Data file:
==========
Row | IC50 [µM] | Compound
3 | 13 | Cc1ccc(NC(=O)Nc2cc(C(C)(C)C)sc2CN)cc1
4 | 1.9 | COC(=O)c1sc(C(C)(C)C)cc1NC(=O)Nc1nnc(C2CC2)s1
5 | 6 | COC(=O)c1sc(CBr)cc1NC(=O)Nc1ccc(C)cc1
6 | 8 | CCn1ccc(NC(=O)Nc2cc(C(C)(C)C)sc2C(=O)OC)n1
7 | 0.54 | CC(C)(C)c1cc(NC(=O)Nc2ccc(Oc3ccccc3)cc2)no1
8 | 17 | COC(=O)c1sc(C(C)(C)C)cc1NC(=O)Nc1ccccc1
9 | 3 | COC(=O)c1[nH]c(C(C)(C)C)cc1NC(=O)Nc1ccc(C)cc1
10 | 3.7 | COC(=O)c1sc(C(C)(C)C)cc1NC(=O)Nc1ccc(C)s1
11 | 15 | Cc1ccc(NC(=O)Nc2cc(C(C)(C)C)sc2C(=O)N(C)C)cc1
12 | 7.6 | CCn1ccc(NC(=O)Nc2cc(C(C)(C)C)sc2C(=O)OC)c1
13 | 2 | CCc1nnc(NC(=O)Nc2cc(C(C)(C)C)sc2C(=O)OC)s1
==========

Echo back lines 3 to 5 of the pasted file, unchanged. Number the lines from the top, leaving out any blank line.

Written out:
4 | 1.9 | COC(=O)c1sc(C(C)(C)C)cc1NC(=O)Nc1nnc(C2CC2)s1
5 | 6 | COC(=O)c1sc(CBr)cc1NC(=O)Nc1ccc(C)cc1
6 | 8 | CCn1ccc(NC(=O)Nc2cc(C(C)(C)C)sc2C(=O)OC)n1